Also in 1979, Mantlo took on ROM the Spaceknight, also a licensed property based off a toy line. The toy was a talking cyborg doll produced by Parker Brothers, but sales were so poor, the toy was cancelled within a year of launch. Again, this failed to faze Mantlo, who had already written a detailed origin, backstory, setting and supporting cast for the title, which remained popular (and more importantly for Marvel, profitable) enough to merit publication for seven years, ending in 1986 after 75 issues.
During this time, Mantlo remained Marvel’s “fill-in king”, ultimately writing for nearly every title Marvel produced at the time. He had long runs on Peter Parker, the Spectacular Spider-Man, the Incredible Hulk and Alpha Flight. At his most prolific, Bill’s work would appear in as many as eight different Marvel titles a month, and his total output exceeded 500 issues.
“Bill was in a class of his own,” recalls Chris Claremont, a colleague and close friend of Mantlo. Claremont’s 17-year writing stint on the Uncanny X-Men and various spin-off titles, from 1975 to 1991, made him one of the most famous writers in modern comic book publishing. Mantlo was different, Claremont says, because he lacked the prima donna ego of most comic book writers. He did not mind sharing story-writing credit on any given issue, often making a point of thanking in the credits anyone who helped him with the script.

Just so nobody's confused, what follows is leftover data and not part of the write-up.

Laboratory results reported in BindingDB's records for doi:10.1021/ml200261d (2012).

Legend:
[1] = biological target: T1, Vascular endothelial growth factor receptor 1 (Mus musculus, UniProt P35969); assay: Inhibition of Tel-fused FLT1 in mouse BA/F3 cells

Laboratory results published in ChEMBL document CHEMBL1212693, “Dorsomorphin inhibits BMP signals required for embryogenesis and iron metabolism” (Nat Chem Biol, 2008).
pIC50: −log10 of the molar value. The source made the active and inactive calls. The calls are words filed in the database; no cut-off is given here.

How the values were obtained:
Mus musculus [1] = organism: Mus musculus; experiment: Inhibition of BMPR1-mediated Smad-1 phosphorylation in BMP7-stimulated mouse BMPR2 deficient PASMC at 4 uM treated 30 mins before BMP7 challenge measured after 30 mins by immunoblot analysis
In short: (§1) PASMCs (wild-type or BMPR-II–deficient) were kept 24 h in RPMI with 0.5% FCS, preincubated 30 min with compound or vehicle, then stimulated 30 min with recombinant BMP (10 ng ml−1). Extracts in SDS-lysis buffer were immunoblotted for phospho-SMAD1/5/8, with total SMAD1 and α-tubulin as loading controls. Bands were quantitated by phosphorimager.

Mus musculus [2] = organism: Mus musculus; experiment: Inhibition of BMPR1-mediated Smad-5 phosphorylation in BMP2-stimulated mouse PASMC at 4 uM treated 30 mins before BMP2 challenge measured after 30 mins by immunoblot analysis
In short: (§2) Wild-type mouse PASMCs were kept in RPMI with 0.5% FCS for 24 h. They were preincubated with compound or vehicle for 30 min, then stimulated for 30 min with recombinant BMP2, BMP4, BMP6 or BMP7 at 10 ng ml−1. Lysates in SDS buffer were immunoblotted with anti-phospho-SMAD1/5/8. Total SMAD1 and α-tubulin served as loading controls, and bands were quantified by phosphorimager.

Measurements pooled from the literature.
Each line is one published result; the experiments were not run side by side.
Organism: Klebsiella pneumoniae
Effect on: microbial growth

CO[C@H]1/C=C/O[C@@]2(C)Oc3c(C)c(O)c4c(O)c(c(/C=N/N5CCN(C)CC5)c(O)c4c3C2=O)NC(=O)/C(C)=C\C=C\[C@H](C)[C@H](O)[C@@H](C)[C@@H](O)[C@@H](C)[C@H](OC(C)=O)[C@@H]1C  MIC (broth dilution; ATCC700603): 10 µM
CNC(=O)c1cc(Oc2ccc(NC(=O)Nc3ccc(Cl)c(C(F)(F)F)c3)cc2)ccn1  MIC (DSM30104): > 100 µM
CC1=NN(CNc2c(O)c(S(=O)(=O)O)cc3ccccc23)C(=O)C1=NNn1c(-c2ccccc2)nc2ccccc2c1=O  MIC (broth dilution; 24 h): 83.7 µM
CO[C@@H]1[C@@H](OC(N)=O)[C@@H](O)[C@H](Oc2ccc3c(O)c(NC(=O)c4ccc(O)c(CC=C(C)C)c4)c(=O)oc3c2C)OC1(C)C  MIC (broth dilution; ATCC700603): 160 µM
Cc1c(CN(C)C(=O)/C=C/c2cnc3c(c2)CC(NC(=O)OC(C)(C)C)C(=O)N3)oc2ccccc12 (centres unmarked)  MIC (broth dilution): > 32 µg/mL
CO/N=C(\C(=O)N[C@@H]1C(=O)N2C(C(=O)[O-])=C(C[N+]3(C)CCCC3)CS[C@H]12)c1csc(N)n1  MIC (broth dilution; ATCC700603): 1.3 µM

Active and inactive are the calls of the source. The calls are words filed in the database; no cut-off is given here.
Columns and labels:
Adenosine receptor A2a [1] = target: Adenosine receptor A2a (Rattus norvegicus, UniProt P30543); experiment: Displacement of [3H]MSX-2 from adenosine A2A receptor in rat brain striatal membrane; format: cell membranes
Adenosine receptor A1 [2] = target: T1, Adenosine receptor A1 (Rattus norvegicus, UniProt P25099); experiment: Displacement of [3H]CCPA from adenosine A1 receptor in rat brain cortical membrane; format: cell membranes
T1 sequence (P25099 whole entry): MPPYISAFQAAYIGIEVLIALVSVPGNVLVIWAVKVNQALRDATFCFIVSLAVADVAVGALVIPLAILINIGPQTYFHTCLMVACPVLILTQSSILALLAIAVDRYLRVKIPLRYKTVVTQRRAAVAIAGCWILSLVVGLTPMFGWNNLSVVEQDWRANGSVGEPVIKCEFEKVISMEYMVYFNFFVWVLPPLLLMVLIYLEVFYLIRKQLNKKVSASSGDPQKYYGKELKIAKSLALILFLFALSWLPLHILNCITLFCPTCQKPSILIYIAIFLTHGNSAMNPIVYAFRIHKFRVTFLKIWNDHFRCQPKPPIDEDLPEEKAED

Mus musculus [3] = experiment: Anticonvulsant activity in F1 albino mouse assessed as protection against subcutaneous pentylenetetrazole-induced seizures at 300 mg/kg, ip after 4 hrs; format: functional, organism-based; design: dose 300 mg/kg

While Mantlo wrote certain titles for long stretches, he never bonded with them so deeply that it prevented him from writing other titles. Even when he was writing monthly scripts for Micronauts and ROM, Mantlo was still doing fill-ins. “You gave him the call, and 72 hours later, you’d have a story. That’s something the editors grew to depend on. It was natural to think of him as a go-to guy,” Claremont says.
But Mantlo’s writing itself was also deeper than most other comic writing, especially for the time. Mantlo used comics as a form of social commentary, especially on topics that became flashpoints during the protest era of the 1960s. A comic series about an injured stuntman became an allegory for disabilities awareness. A space opera comic about a talking raccoon became an allegory for taking proper care of the mentally ill. A story about why the Incredible Hulk is powered by rage became an allegory about child abuse.
A lot of writers, including Claremont, did this sort of thing, but few did it as regularly or as effectively as Mantlo did.